17 Jan 2024
From January 16 a three-month Section 8 fishing closure under the Fisheries Management Act 1994 (FMA) is in place in the Central Tablelands Region, in sections of the Winburndale Rivulet and its upstream tributaries, including Winburndale Dam.
During the closure, fishing by any method is prohibited, in the following waters located to the northeast of Bathurst, specifically:
Winburndale Dam, sections of Winburndale Rivulet and its tributaries (the Gulf Stream, Mitchells Creek, Lagoon Creek, McCanns Gully, Kirkconnell Creek, Bull Gully, Scotts Creek, Bobs Creek, Tindales Flat Creek, Roundbody Gully and Black Spring Gully), and the section of the Winburndale Rivulet from the Winburndale Dam wall at 33.38972222°S 149.77694444°E to 800 metres downstream from that dam wall at 33.38916667°S 149.76833333°E.
NSW Department of Primary Industries (NSW DPI) Program Leader, Habitat & Threatened Species Sam Davis said the closure was put in place as a precaution to reduce the risk of potential spread of epizootic haematopoietic necrosis virus (EHNV) and to help preserve an important Macquarie Perch population.
An important population of Macquarie Perch, part of a joint recovery program with NSW DPI and stakeholder groups, are located in a sub catchment near the outbreaks.
“We know that EHNV has caused Redfin Perch deaths in Lake Wallace, Oberon Dam, Lake Burrendong and Waratah Dam in Orange,” Ms Davis said.
“Macquarie Perch are extremely susceptible to the EHNV, so it’s important we take all the necessary precautions in order to protect this endangered native species.
“While Macquarie Perch are vulnerable to this virus, importantly the virus is no threat to human health.
“The temporary three-month Section 8 closure to the Winburndale catchment will limit the potential of human vectors being involved in the spread of EHNV.”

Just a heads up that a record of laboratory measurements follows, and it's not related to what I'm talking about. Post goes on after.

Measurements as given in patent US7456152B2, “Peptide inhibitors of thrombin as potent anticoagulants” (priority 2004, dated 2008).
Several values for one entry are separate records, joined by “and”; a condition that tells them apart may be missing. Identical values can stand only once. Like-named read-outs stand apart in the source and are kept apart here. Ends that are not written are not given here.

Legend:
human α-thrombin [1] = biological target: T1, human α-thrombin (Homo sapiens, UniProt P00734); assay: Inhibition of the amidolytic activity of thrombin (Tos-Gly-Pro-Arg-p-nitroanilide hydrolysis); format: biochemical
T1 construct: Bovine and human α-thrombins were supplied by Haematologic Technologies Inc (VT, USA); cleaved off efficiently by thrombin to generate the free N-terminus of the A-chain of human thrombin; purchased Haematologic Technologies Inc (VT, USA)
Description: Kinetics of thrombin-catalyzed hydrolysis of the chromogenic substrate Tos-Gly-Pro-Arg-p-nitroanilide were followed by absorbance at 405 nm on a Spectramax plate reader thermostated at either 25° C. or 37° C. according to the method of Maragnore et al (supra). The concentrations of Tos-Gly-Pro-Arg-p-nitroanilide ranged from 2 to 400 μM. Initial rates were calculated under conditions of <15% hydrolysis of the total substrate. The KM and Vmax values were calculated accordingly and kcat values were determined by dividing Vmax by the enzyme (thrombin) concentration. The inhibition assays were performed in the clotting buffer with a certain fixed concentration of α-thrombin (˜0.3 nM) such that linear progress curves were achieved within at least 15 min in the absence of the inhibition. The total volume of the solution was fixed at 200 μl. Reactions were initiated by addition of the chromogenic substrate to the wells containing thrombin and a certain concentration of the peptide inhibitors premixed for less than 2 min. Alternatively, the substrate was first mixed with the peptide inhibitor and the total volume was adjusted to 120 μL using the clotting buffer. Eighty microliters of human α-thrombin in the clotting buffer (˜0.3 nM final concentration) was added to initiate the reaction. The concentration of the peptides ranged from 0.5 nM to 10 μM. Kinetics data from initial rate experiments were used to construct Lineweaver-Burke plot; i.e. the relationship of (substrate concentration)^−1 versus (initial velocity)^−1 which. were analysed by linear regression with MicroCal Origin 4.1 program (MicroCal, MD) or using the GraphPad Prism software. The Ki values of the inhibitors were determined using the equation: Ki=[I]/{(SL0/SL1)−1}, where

Recreational Fishing NSW Advisory Council representative for North West Inland Matt Hansen said the temporary closure was to seek further protection for the endangered Macquarie Perch population in the Central Tablelands region.
“An incredible amount of work has been undertaken by NSW DPI and numerous volunteer stakeholder groups in the region to support the recovery of this important population of endangered Macquarie Perch,” Mr Hansen said.
“Any protective measure that can be put in place should be done so, as the population heads towards breeding size, maturity and natural recruitment.”
For areas not subject to fishing closures, fishers can help reduce the spread of EHNV by making cleaning part of their routine by washing and completely drying vessels and niche areas, including live wells, water inlets and outlets and anchor wells, trailers and fishing gear after use, particularly before moving to new waterways.
Fishers are reminded that possession of live Redfin Perch is illegal in NSW, and that use of Redfin as bait in any NSW inland waterway is illegal.
EHNV is listed as a notifiable matter under Schedule 1 of the Biosecurity Regulation 2017. This means it is illegal to buy, sell or move the disease or infected fish. It is required by law to report any sign of EHNV to NSW DPI via the 24 hour Emergency Animal Disease Hotline 1800 675 888 or email on email@example.com.
The Murray-Darling population of Macquarie Perch were once distributed throughout the upland reaches of rivers west of the Great Dividing Range. They have become locally extinct from the Macquarie catchment and have now been reintroduced into an isolated sub-catchment near Bathurst as part of a joint recovery effort between NSW DPI, Central Acclimatisation Society and recreational fishers.
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